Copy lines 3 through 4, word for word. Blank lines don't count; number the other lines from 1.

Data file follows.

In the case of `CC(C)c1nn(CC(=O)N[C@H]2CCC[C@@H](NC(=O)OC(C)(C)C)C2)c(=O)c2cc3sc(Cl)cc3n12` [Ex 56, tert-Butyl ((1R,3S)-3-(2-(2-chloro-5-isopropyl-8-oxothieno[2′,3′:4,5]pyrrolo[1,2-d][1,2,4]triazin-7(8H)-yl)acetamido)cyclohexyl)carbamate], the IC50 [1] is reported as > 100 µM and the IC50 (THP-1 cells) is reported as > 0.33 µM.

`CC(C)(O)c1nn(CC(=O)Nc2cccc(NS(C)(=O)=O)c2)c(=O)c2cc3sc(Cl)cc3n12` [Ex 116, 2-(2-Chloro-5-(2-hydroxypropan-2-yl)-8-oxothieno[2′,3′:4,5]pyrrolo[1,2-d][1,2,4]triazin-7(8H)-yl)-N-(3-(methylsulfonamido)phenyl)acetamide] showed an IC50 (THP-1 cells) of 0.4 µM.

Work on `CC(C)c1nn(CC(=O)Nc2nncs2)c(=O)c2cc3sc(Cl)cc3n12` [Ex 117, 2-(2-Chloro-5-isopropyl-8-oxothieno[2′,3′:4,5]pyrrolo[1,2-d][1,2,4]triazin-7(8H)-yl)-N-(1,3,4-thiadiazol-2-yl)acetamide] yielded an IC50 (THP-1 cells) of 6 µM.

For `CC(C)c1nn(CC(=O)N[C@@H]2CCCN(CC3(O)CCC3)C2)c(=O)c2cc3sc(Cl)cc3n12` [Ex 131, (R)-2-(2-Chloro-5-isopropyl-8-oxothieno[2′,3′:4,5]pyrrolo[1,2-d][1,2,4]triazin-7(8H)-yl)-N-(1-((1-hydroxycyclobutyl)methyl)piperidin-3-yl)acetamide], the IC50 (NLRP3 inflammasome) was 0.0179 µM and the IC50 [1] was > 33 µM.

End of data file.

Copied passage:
Work on `CC(C)c1nn(CC(=O)Nc2nncs2)c(=O)c2cc3sc(Cl)cc3n12` [Ex 117, 2-(2-Chloro-5-isopropyl-8-oxothieno[2′,3′:4,5]pyrrolo[1,2-d][1,2,4]triazin-7(8H)-yl)-N-(1,3,4-thiadiazol-2-yl)acetamide] yielded an IC50 (THP-1 cells) of 6 µM.

For `CC(C)c1nn(CC(=O)N[C@@H]2CCCN(CC3(O)CCC3)C2)c(=O)c2cc3sc(Cl)cc3n12` [Ex 131, (R)-2-(2-Chloro-5-isopropyl-8-oxothieno[2′,3′:4,5]pyrrolo[1,2-d][1,2,4]triazin-7(8H)-yl)-N-(1-((1-hydroxycyclobutyl)methyl)piperidin-3-yl)acetamide], the IC50 (NLRP3 inflammasome) was 0.0179 µM and the IC50 [1] was > 33 µM.